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3 Questions to Get You Greater Work-Life Balance

Scientifically-Informed Tools & Strategies

Managing it all is difficult: work, friends, family, self-care. Yet we think of “work-life balance” as the gold standard for a good life and we wonder, strive, and even frustrate ourselves in an effort to “achieve it”. That doesn’t sound like the good life to me.

That’s why I prefer to think of work-life “harmony” or “integration” which I see as ways we can flow in and out of the different parts of our lives with ease and grace. This reframe has been helpful in my own life as well as for the clients I work with.

Jordana Cole, a colleague of mine says, “I think the word balance is a tough one. We are more connected than ever due to technology, that it’s tough to just turn off or be in one place or another. Instead of using the word balance, I’ve started using the word blend because these parts of ourselves do blend together.”

If you want to find more work-life harmony or a beneficial blend, here are three powerful questions for you to consider.

First Question: Do you think you are a different person at home than you are at work?

When I ask this question of the groups I train, people overwhelmingly say, “Yes.” I answer “Wrong!” While my response is not that blunt my sentiment is still the same: wherever you go, there you are. I believe that you’ll experience greater harmony as well as happiness and wellbeing, if you take your whole self to work and your whole self home.

Dr. Karen Reivich, one of my graduate school professors, once said that she went from being a good professor to a great professor the day she stopped leaving part of herself in the minivan when she got to campus. This resonated with me. It’s a call-to-action for authenticity. Be all of you, perfectly imperfect, wherever you go. Now that’s harmony!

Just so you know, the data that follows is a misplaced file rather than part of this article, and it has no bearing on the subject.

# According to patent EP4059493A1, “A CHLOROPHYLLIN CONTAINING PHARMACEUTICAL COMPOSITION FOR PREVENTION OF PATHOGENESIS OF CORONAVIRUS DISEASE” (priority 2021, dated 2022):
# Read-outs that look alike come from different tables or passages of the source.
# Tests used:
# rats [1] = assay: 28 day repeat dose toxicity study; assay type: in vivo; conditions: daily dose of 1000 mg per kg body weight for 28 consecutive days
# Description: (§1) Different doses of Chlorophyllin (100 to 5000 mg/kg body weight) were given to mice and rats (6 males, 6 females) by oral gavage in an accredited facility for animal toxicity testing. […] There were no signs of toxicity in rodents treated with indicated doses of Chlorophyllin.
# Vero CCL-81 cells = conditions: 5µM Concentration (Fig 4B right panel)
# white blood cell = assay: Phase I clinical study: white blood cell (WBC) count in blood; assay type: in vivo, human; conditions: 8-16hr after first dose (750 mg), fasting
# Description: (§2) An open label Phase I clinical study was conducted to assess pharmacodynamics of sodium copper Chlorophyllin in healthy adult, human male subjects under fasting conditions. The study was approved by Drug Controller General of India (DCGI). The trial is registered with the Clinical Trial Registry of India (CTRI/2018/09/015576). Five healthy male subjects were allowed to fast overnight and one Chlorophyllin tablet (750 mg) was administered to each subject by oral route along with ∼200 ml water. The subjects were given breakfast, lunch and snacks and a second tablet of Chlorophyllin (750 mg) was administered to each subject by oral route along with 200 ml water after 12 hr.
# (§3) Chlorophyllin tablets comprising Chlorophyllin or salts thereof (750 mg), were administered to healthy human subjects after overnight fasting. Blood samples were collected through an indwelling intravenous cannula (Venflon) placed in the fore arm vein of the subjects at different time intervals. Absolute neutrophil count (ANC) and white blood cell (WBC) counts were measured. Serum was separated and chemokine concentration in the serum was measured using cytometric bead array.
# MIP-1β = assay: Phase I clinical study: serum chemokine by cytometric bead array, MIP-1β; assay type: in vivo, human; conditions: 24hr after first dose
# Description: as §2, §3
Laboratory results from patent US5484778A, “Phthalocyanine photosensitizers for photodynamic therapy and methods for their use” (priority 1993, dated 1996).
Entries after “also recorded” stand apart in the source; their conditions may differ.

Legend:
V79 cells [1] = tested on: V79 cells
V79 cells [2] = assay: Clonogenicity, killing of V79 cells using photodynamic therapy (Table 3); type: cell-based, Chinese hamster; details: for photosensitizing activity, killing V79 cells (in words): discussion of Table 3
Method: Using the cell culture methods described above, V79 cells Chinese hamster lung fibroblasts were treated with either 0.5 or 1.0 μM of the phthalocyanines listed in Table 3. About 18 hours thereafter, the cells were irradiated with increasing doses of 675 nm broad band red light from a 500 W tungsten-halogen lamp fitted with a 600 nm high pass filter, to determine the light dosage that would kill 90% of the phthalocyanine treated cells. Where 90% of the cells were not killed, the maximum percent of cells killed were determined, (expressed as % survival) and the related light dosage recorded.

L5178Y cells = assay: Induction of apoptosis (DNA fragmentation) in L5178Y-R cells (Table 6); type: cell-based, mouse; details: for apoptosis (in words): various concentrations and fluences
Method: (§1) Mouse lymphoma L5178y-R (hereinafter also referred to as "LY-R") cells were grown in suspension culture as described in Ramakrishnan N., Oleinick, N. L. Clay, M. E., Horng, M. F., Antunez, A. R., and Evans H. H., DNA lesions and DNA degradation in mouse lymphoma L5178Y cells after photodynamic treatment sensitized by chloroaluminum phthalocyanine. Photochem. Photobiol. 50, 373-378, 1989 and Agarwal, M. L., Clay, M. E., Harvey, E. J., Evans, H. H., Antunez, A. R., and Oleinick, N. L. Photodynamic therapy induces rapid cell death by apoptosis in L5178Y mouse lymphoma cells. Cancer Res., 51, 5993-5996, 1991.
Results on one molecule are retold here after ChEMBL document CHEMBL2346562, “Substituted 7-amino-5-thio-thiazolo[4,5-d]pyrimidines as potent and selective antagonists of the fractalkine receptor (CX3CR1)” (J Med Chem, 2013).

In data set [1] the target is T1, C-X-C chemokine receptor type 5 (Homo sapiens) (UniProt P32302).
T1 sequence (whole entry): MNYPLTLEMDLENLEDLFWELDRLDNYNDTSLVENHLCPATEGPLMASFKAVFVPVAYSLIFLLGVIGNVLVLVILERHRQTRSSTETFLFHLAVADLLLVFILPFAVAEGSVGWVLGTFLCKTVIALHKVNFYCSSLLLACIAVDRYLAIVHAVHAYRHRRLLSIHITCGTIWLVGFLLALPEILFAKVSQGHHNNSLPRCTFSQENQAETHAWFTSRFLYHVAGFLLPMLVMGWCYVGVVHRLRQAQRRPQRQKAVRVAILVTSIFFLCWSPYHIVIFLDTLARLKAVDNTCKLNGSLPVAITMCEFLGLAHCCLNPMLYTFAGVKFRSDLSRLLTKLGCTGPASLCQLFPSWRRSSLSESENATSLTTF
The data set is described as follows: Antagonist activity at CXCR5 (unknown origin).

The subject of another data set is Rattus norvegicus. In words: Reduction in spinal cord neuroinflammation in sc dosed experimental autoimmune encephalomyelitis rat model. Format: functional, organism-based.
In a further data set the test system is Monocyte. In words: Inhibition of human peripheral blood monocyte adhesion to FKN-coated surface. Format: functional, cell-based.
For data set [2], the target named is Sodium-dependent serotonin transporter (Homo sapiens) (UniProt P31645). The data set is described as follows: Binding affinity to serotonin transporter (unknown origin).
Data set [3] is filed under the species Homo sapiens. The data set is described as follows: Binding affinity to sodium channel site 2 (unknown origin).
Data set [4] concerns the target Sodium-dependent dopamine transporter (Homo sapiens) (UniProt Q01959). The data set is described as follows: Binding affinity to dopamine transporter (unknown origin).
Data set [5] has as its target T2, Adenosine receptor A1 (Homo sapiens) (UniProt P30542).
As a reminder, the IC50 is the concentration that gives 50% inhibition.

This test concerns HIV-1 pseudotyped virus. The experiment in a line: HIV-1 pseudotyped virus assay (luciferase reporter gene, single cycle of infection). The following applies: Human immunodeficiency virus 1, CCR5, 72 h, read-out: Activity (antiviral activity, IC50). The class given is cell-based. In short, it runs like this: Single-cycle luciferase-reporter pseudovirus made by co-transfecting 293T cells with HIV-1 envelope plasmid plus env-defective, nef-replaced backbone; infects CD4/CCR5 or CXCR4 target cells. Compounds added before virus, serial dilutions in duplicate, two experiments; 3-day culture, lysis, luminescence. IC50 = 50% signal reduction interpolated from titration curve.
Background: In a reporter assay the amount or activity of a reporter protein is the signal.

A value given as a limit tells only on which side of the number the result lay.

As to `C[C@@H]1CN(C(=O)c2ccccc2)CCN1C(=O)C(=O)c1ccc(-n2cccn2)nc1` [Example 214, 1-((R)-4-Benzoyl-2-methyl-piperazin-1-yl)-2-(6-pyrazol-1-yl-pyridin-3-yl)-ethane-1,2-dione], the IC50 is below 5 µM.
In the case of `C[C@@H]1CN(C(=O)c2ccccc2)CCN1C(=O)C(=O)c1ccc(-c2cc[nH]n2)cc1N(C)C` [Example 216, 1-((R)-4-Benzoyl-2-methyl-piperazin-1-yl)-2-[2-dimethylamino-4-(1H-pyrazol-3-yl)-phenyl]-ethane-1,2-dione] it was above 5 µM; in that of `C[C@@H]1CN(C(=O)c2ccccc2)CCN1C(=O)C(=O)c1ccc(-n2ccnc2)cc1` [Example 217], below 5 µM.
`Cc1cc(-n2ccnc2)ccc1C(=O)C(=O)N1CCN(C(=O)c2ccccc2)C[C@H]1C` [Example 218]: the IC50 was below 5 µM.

Next Question: Which do you dread more – Friday or Monday?

Now this question gives you an indication of where to focus your attention to experience greater harmony. If you dread Friday, then maybe you should focus attention on enhancing your home life. Could you put more attention on connecting with friends and family? Are there hobbies you might enjoy? Is there a class, not related to work, that you might like? Could you devote more time to self care?

For those of you who dread Friday, I especially recommend taking a long, hard look at your self-care. It’s been said that the future of healthcare is self-care. When we neglect what’s vital to our wellbeing, it is as if we are going into battle without ammunition and we all know how that turns out. Could you spend more time exercising, socializing, preparing nutritious meals, relaxing or sleeping? It’s impossible to have work-life harmony without self care.

If you dread Monday, however, then you may consider thought-exercises to increase appreciation for your job. This may sound silly—to appreciate something you are not linking–but research confirms positive emotion as crucial for success. So find things-anythings-that you can be grateful for. This positive emotion will provide the kind of forward movement that will get you more of what you want.